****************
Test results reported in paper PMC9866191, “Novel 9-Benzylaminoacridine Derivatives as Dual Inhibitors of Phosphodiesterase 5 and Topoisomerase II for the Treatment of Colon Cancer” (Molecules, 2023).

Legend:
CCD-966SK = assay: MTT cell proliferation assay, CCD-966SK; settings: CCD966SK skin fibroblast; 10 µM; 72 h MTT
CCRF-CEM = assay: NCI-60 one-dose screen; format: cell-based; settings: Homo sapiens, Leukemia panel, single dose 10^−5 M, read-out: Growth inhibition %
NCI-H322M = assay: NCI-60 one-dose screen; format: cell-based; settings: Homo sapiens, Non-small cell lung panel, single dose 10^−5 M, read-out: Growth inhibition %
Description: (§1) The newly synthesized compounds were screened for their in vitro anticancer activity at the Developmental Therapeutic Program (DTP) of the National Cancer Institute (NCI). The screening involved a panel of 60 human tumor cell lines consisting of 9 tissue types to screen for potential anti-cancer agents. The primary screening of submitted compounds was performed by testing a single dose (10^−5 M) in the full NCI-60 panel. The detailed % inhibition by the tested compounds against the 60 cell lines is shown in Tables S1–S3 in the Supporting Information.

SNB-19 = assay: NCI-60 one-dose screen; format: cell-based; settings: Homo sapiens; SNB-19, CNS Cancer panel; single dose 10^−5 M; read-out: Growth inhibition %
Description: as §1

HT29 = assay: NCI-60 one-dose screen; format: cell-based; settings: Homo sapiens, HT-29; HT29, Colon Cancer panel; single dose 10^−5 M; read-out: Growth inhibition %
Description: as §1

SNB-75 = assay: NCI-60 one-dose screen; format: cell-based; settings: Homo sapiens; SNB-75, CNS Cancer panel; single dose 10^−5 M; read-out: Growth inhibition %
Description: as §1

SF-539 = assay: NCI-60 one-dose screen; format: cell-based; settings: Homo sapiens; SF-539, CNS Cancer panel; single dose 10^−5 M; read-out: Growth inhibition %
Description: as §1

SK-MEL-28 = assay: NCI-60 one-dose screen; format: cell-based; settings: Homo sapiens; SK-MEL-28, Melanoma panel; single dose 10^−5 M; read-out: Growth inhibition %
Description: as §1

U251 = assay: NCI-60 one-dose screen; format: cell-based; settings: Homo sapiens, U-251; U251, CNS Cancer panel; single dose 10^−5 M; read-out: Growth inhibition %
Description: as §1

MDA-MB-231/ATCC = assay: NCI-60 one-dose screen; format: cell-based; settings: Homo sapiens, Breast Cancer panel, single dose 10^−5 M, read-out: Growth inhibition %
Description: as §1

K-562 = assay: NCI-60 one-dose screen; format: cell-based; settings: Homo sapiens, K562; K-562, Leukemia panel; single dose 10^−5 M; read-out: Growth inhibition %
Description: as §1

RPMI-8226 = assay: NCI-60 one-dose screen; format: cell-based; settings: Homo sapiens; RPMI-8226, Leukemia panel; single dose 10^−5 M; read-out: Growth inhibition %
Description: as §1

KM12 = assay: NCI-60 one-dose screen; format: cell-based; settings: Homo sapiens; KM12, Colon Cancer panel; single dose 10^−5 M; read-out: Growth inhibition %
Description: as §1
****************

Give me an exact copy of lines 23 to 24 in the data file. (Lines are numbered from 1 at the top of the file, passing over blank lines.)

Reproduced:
RPMI-8226 = assay: NCI-60 one-dose screen; format: cell-based; settings: Homo sapiens; RPMI-8226, Leukemia panel; single dose 10^−5 M; read-out: Growth inhibition %
Description: as §1